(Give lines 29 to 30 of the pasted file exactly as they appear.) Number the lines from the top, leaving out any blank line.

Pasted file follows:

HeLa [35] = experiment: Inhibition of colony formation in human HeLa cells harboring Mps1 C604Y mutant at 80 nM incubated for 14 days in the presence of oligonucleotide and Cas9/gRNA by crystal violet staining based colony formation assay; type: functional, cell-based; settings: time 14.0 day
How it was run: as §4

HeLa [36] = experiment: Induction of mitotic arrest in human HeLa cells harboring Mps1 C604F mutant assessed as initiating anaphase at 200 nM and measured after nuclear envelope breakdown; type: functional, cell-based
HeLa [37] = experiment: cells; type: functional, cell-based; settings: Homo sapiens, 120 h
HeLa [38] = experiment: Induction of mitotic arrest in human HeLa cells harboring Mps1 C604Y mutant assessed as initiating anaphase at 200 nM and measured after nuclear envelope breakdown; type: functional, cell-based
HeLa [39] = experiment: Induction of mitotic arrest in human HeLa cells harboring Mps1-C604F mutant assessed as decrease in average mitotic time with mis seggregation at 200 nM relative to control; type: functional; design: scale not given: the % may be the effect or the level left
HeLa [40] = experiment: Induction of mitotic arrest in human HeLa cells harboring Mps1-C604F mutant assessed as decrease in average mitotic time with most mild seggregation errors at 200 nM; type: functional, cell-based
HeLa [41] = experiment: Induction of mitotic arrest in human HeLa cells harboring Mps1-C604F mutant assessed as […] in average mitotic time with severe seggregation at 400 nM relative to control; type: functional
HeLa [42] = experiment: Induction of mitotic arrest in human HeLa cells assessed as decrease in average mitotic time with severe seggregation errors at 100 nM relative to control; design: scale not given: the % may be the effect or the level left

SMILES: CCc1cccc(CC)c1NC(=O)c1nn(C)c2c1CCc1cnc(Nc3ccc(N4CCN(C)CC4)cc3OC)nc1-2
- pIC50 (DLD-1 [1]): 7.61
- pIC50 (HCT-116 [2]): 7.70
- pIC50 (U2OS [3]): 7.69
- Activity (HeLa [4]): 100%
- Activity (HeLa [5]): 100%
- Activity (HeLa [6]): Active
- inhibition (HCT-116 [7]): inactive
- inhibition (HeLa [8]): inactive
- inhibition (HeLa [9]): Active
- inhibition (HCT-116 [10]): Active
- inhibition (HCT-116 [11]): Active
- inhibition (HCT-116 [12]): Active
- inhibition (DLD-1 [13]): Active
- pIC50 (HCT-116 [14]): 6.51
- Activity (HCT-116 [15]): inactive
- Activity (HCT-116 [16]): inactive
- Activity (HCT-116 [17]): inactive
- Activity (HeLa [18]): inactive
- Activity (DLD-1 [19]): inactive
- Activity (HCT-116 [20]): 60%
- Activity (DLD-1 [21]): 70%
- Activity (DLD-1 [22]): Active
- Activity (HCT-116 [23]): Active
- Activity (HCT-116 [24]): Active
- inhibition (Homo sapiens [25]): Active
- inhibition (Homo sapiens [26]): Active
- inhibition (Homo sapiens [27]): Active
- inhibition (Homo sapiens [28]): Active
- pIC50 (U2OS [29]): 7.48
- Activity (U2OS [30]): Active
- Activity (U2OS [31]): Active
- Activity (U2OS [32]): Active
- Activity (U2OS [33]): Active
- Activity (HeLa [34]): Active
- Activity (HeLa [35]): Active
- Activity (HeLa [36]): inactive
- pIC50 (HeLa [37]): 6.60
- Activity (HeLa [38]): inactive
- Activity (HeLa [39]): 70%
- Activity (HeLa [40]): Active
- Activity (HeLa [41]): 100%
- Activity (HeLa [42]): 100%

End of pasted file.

- Activity (DLD-1 [19]): inactive
- Activity (HCT-116 [20]): 60%